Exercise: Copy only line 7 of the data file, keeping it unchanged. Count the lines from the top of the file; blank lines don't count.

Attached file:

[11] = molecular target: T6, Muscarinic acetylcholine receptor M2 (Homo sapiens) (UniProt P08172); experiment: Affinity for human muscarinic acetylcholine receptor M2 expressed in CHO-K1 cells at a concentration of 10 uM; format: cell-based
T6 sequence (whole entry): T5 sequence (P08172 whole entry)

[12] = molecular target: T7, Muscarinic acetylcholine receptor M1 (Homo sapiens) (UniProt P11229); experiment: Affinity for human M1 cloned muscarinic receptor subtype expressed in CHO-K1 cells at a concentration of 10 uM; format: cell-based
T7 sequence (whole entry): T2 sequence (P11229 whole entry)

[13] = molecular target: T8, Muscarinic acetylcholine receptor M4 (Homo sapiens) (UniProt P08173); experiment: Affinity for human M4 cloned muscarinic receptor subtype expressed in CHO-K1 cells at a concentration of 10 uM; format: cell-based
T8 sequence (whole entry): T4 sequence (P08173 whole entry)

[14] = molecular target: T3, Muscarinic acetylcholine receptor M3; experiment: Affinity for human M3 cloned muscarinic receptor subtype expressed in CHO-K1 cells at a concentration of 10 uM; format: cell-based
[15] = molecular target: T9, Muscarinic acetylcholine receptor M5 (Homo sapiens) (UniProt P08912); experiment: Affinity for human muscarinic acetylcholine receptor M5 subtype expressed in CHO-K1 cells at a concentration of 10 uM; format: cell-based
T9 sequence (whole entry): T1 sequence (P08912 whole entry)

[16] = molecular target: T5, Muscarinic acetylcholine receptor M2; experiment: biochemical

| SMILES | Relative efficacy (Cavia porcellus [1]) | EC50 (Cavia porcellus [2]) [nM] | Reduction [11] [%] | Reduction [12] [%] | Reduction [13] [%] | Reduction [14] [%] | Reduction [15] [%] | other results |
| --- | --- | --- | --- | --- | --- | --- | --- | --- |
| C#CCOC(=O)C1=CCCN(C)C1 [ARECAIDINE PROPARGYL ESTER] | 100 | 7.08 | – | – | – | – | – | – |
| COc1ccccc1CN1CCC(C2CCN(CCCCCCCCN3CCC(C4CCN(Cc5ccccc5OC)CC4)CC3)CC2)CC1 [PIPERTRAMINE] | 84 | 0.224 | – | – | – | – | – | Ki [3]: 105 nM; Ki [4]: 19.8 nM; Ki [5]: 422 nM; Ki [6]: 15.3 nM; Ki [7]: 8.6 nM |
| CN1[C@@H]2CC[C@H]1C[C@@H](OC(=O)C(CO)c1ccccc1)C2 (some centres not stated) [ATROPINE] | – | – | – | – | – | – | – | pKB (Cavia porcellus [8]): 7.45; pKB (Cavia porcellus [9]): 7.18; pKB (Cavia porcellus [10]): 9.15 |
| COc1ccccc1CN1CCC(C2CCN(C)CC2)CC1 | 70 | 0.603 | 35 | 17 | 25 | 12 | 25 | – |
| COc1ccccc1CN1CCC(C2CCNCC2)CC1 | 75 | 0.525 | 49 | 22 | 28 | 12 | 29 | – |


[14] = molecular target: T3, Muscarinic acetylcholine receptor M3; experiment: Affinity for human M3 cloned muscarinic receptor subtype expressed in CHO-K1 cells at a concentration of 10 uM; format: cell-based